Designed by Olson Kundig, City Cabin is a urban retreat located in one of Seattle’s most established residential areas. The client, an avid conservationist dedicated to preserving forests, asked for a private dwelling that would connect her to nature. Siting the 2,400-square-foot (223 sqm) house on the northwest corner of the lot maximizes garden areas on the south and east sides, while the staggered footprint allows for more glazing — increasing sun exposure and garden views.
Olson Kundig organized the home around a central gathering space with two wings extending from it: one with the master suite and the other containing the guest room and storage areas. The central area, which contains an open kitchen and living space, is a single volume defined by a 16-foot-high (4.8 meter) ceiling. Here, a full-height window wall overlooks the gardens to the southeast, and clerestory windows maximize solar gain and create a sense of lightness while maintaining privacy.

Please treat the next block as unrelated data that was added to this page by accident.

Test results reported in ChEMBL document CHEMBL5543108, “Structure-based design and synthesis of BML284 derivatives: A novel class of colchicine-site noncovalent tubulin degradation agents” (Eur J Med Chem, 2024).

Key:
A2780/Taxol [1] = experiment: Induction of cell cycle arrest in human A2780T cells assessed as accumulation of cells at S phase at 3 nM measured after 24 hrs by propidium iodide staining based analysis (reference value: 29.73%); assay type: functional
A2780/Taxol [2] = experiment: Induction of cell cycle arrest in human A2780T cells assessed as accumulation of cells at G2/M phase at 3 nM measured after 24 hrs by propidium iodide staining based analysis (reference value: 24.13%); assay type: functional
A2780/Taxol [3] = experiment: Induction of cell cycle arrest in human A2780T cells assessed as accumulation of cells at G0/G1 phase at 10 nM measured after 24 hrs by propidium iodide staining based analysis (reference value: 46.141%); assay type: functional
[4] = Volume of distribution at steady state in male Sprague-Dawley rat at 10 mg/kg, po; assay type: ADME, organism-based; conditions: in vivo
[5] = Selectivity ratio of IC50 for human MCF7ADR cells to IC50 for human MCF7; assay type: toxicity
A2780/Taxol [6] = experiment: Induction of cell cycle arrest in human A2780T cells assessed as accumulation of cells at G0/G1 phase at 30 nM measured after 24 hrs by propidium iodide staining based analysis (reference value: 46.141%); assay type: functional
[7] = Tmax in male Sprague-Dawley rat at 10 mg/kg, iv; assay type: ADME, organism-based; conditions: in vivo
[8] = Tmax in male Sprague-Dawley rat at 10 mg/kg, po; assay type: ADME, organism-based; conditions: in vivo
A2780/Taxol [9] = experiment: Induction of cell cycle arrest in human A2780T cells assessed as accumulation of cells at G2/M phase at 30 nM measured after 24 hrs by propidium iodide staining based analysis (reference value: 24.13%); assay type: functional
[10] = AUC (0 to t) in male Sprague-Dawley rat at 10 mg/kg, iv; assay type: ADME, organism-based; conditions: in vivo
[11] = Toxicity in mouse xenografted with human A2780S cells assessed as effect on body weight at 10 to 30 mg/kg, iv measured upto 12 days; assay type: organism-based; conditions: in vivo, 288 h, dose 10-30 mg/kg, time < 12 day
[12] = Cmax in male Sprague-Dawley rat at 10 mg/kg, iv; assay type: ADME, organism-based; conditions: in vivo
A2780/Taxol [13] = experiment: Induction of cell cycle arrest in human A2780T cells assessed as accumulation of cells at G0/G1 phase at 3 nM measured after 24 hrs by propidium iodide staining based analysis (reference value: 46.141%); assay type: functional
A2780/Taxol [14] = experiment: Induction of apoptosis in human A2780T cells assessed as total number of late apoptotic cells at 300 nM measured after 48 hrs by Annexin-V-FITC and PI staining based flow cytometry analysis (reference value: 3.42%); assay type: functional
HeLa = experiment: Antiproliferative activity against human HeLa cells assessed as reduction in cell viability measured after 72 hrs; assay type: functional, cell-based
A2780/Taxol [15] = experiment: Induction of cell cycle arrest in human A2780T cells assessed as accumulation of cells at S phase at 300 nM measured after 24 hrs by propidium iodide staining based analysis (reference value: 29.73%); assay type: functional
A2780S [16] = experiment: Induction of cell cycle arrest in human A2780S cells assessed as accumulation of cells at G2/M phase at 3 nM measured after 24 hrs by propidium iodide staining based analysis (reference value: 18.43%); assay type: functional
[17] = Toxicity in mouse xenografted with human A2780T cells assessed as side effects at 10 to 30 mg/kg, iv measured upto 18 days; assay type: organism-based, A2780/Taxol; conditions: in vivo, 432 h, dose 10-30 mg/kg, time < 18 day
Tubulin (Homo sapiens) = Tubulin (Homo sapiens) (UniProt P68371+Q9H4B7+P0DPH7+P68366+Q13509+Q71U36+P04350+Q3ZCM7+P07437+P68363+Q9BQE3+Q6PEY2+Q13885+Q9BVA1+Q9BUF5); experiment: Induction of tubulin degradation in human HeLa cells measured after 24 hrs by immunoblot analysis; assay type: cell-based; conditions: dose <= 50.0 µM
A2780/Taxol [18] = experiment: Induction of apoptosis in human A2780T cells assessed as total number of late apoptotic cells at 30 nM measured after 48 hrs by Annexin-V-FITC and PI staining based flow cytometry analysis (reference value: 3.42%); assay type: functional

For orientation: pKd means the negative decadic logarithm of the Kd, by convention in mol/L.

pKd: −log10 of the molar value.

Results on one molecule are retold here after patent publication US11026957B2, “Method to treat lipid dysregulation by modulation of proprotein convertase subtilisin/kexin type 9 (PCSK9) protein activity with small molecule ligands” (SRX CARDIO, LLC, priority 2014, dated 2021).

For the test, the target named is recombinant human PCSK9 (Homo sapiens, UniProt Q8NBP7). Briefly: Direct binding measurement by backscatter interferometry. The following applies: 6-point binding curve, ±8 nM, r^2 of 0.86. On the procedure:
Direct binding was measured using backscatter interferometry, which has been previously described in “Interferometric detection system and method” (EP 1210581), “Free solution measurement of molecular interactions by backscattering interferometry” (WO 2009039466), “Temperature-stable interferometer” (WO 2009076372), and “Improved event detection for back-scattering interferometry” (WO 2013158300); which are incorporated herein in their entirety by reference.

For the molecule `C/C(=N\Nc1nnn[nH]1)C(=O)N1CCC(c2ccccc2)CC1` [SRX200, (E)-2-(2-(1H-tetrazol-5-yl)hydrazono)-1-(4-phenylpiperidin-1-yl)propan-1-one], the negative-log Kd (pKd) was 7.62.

On the exterior, reclaimed fir siding will weather naturally with minimal maintenance. Durable galvanized steel roofing and beam endcaps complement the natural wood finishes, developing a rich patina with exposure. Along with reclaimed materials, the house is also topped with a sedum green roof. With the goal of net-zero energy use, the home’s design incorporates key sustainability features such as photovoltaic panels and an air-to-water heat pump. Meanwhile, planting mature trees and dense greenery onto the site helped transform an ordinary urban infill lot into a private refuge. The architects explain that the materials and assemblies were chosen primarily for economy and sustainability, but that the palette also draws from the client’s extensive collection of native American art.